Europe's competition commissioner Neelie Kroes delivered a thinly veiled warning to Microsoft on Tuesday, over the software giant's behind-the-scenes attempts to secure industry-wide standard status for its Office Open XML document format.
She also appeared to endorse open software standards in a speech given during a conference on standardisation hosted by the IT industry group Open Forum Europe.
She didn't mention Microsoft by name once in her speech, but the 25 minute-long delivery was littered with references to the software giant's former practice of withholding interoperability information about its near ubiquitous software products and its year-long campaign to secure ISO (International Organization for Standardization) standard status for OOXML.
"Choosing open standards is a very smart business decision indeed," she told attendees.
Standards are "the foundation of interoperability," she said, acknowledging that they can be both proprietary and non-proprietary.
After pointing out the important role proprietary standards played in developing Europe's second and third-generation mobile phone technologies, she went on to warn that standards developed and coveted by one market player only can be "problematic, having none of the safeguards of disclosure that standards bodies typically require."
In a jab at the ISO decision to grant OOXML standard status, Kroes said "I fail to see the interest of consumers in including proprietary technology in standards when there are no clear and demonstrable benefits over non-proprietary alternatives."
"If voting in the standard-setting context is influenced less by the technical merits of the technology, but rather by side agreements, inducements, package deals, reciprocal agreements, or commercial pressure then these risk falling foul of the competition rules," Kroes said.
Other speakers at the conference were more direct in their criticism of Microsoft's behaviour and ISO's decision to approve OOXML.
Christian Ude, the mayor of Munich, a city in southern Germany that has embraced open-source software throughout its operations, said that by granting OOXML standard status "it would appear this doesn't promote competition, it might even obstruct it."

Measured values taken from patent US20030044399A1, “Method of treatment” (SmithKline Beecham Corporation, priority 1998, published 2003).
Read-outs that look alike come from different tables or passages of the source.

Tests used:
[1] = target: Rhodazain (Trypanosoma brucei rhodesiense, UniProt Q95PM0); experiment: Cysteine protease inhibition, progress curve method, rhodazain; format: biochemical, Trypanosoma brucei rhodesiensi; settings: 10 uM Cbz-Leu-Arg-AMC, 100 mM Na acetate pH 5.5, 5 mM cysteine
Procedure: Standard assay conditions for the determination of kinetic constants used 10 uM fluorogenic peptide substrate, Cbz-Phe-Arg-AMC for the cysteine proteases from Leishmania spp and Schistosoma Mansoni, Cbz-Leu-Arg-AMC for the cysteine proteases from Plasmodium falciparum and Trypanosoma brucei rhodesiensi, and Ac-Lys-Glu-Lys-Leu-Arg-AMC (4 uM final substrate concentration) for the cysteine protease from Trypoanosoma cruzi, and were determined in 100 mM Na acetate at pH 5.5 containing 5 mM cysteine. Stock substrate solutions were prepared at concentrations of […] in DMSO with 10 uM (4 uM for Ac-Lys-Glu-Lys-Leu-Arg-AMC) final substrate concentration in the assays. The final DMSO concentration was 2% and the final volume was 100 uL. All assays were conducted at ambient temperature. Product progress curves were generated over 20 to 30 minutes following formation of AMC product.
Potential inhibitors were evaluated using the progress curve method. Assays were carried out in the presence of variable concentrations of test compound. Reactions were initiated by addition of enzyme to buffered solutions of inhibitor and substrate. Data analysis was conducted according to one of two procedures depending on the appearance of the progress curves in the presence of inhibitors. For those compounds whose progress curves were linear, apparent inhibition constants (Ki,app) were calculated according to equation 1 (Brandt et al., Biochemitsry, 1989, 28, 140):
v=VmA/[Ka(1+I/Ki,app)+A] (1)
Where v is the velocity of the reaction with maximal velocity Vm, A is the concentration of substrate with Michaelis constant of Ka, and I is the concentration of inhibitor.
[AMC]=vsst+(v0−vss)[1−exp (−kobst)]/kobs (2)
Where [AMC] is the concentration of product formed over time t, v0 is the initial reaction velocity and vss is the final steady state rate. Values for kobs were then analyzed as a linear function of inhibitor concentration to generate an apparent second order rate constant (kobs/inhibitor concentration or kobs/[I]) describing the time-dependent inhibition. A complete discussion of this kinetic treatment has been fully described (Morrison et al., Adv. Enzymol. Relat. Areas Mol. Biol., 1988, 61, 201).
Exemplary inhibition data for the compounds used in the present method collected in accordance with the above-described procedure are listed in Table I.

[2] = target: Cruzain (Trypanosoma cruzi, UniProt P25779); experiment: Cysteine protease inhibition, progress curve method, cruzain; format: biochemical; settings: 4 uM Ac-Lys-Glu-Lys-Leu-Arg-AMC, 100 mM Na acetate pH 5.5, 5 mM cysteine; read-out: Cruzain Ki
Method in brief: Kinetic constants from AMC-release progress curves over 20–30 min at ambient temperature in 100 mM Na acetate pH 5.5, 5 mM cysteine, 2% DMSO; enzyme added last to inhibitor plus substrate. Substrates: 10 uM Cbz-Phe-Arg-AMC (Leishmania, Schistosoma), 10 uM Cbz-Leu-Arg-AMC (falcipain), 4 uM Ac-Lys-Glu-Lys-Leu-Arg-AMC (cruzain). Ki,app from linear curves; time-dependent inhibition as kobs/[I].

One danger for public organisations from the creation of a second document format standard to sit alongside ODF (OpenDocument Format), which is already an international ISO standard, is that "scarce IT resources are needed to support the second standard," Ude said.
He added that the presence of a second document format standard will also cause "delays, and make the work of IT staff more complicated and expensive."
Microsoft declined to comment on Kroes' speech.
Microsoft was found guilty of abusing the dominant position of its Windows operating system by the European Commission in 2004. It was fined heavily and ordered to reveal important interoperability information about the OS to allow rivals to compete with it on fair terms.
At the beginning of this year, the Commission opened a fresh antitrust case against the software giant, focussing mainly on its Office software products.
As part of the new case, the Commission in February sent a confidential request for information to all the national divisions of the ISO in Europe asking for information about the ongoing process of assessing OOXML.
"In your opinion, have there been any irregularities or attempts to influence the debate or vote on the ECMA 376 proposal as regards your organisation? If so please provide details and any relevant facts," the Commission wrote in the letter, a copy of which was viewed by IDG.
ECMA 376 is the title under which Microsoft submitted OOXML for consideration by ISO.
Two months after these letters were sent out, ISO went ahead and granted OOXML standard status, amid widespread claims of foul play.